“How awesome is this place! This is none other than the house of God, and this is the gate of heaven.” Genesis 28:17
We might begin our thoughts by saying what “Nearer, my God, to thee” is, and what it is not. “Bethany”, the tune to which we sing the hymn, is not the tune played at the sinking of the Titanic; but “Nearer, my God, to thee” is a hymn about finding God’s presence, wherever we are, whatever our circumstances may be.
If it is not the hymn tune played at the sinking of the Titanic, how do we know it is not?
Firstly, there is the eye witness evidence. On 28th April 1912, Harold Bride, radio operator on the Titanic was interviewed in the New York Times, Bride became known for his eye for detail and his accurate recall of events. He describes the final music played on the sinking ship.
“The way the band kept playing was a noble thing. I heard it first while we were still working wireless, when there was a ragtime tune for us, and the last I saw of the band, when I was floating out in the sea with my lifebelt on, it was still on deck playing “Autumn”. How they ever did it, I cannot imagine.”
“Autumn” was a popular dance tune at the time, the sort of tune a ship’s band might have played, and there is no reason why Harold Bride would not have reported things as he remembered them, particularly when the interview was within days of an event that is still part of popular culture more than a century later.
Secondly, the tune “Bethany”, the tune to which “Nearer, my God, to thee” is most popular, would not have been known to Wallace Hartley, the band leader. Hartley was an English Methodist and would have known a tune called “Horbury” by John Bacchus Dykes and “Propior Deo” (Nearer to God) by Sir Arthur Sullivan. Methodists preferred “Propior Deo” and the opening notes of the tune appear on Hartley’s memorial stone at Colne in Lancashire. We might reasonably assume that those who placed Hartley’s memorial would have known what tune he would have played.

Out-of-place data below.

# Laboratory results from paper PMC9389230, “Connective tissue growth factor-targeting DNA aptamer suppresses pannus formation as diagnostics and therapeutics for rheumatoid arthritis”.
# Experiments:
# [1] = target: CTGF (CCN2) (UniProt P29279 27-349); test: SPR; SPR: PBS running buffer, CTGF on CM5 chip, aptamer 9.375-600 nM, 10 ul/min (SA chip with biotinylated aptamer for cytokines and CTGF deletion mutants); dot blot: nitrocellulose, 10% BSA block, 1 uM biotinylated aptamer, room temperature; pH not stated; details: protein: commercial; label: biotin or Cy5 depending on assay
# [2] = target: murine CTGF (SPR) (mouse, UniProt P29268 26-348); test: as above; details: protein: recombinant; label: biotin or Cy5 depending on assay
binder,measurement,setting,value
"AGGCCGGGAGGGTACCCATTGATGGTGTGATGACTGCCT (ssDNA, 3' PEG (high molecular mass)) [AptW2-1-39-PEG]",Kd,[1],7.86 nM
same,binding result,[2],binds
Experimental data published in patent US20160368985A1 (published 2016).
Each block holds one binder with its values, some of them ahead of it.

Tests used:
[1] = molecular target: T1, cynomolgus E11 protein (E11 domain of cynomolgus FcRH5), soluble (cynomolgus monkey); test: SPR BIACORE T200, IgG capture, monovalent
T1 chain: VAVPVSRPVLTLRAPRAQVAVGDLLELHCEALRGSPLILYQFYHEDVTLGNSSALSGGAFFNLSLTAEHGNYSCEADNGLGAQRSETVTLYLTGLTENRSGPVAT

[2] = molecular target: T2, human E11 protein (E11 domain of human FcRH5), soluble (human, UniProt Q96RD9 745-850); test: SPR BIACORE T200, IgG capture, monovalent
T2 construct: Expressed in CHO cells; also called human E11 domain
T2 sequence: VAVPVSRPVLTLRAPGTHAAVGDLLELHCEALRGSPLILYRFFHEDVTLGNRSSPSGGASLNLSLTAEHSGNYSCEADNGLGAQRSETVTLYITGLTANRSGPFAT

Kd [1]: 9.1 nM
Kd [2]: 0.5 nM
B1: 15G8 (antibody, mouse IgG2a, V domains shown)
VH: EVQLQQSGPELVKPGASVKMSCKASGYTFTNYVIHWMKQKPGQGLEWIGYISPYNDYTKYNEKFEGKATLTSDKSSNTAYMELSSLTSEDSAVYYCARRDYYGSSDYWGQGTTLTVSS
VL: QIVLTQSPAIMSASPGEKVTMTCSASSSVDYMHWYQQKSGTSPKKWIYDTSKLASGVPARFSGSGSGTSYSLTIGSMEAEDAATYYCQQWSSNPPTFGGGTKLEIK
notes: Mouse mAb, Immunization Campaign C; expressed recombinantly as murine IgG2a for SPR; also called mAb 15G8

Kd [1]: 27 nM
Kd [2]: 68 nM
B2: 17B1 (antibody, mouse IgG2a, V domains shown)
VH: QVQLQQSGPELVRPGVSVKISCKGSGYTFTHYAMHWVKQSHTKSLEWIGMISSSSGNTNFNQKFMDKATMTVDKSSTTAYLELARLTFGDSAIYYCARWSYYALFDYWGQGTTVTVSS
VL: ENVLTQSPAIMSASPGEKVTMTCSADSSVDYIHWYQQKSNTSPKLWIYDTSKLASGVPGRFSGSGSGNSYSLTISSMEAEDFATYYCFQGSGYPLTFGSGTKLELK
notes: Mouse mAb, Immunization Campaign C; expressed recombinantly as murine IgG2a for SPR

Whatever might have been shown in the 1958 film “A Night to Remember” or the 1997 film “Titanic,” and whatever stories might have told, and whatever sermons might have been preached about the music being played, it would seem it was almost certainly wrong to think that the band played the tune “Bethany” as the ship went down. Harold Bride remembers a dance tune being played, why would he have recalled them as playing anything different, particularly, why would he have recalled them playing a tune they would not have known?
Does it matter that the tune “Bethany” was not played as the Titanic sank? Not at all. The fact that the hymn, and a particular tune, became associated in people’s minds with the terrible tragedy of the Titanic, is testimony to the power of the words and the music to bring people closer to God in times of tragedy and sadness.
Having looked at what the hymn is not, we turn to what it is – it is about finding God’s presence, whatever and wherever the moment.
The hymn came from the pen of Sarah Flower Adams, a woman who was well-known as an actor and writer. Sarah Flower was born into a very radical English home in 1805. Her father was a writer and editor of radical journals and once went to prison for his criticism of a bishop. Independence of mind was obviously passed on to his daughter who married William Adams on the understanding that she would have to do “no housekeeping.” William Adams was an engineer and radical writer and he and Sarah were married in 1834. They lived in Essex until Sarah’s early death from tuberculosis in 1848, she was 43.